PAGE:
For small business owners and hiring managers, filling an empty position at your organization is a large task, especially with unemployment at a record low. If you want to be able to attract and hire top tier talent, you need to put your best foot forward when it comes to making a great first impression. And the job posting is your first chance to make that great first impression; it is your first opportunity to make contact with potential candidates. Done properly, an effective job advertisement allows you to build awareness about your brand and get the word out about what sets your organization apart from the rest.
Before creating your job advertisement, be sure to review your organization’s application for compliance with Equal Employment Opportunity and Non-Discrimination laws and local Ban the Box and Salary History Ban laws.
Here’s how to write an effective job ad that captures the attention of top tier candidates:
Start with Structure. Before beginning your job ad, consider how it will be organized. Bolded subheadings work great to keep you, the writer, on topic. They also make it easier for candidates to follow as company information, job duties and benefits aren’t all rolled together into one long, confusing paragraph.
Make Your Title Pop. It is possible a given candidate may be viewing up to 20 or more job postings each day. It is a very small window to grab attention. With that in mind, how will you make yours pop? A well-developed title will help your posting stand out. Use a job title everyone understands and be descriptive with additional information built in. For example, include the name of the position and the top one to three things that make the position attractive. Consider this difference: IT Developer vs. Senior IT Developer at Fast Growing Local Company with Great Benefits.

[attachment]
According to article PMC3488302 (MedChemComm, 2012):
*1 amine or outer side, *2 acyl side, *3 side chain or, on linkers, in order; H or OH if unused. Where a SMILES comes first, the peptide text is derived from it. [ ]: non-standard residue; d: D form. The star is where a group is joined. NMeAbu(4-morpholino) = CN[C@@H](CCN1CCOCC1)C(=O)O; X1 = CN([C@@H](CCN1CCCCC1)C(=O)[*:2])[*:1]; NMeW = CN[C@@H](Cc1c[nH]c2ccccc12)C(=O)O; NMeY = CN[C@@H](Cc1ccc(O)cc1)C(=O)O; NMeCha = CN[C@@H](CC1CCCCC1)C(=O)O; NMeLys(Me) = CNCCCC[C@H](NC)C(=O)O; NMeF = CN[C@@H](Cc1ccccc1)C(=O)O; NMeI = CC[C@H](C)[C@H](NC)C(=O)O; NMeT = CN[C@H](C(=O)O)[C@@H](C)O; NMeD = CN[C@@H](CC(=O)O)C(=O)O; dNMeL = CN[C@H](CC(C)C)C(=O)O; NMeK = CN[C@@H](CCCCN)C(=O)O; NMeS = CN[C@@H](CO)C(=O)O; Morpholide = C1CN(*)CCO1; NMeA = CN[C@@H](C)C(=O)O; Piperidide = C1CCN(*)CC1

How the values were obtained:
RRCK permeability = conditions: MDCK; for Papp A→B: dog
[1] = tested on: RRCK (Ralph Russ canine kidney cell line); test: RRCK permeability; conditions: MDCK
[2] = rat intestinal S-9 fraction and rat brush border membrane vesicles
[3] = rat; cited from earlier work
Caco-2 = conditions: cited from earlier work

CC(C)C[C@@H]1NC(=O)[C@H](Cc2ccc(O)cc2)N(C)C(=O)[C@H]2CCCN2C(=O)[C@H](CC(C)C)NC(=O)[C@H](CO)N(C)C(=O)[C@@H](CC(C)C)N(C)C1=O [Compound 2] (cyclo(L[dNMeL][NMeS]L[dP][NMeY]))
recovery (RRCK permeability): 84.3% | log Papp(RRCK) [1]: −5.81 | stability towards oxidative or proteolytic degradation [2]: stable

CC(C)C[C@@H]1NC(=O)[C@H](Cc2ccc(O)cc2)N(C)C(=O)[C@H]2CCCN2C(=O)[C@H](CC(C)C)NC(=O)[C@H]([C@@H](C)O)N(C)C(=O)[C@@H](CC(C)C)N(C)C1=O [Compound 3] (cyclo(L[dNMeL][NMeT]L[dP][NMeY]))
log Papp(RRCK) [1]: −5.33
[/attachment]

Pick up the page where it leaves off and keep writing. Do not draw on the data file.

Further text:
Show-Off Your Brand. This is not the time to be shy. In addition to the basics — industry/service area, company size, and location — brag it up about why your company is such a great place to work. Include any state-of-the-art technology used, boast about your employee benefits, put the spotlight on your location if it is in a desirable neighborhood or building, include details about your company culture and any/all recognitions and awards.
Sell the Candidate on the Position. How many times do you see a job ads that seem to get lost among the rest? Instead of defaulting to a long, boring and generally redundant list of requirements, only include those requirements that are unique and essential for the position. Try to limit yourself to what you consider to be the most important skills/requirements, and then skip to information on hours, pay, education opportunities, benefits, and perks.
Be Clear About How to Apply. Be very clear about the application process, including how to apply, what documents are required as part of the application process (i.e. resume, cover letter, portfolio).
When you’ve finished writing your great job ad, treat it like any other piece of company marketing material, and have multiple people at your organization review it and provide honest feedback before you share it across multiple job boards. Remember, this is your organization’s first contact with potential new hires, it’s important to make the right first impression.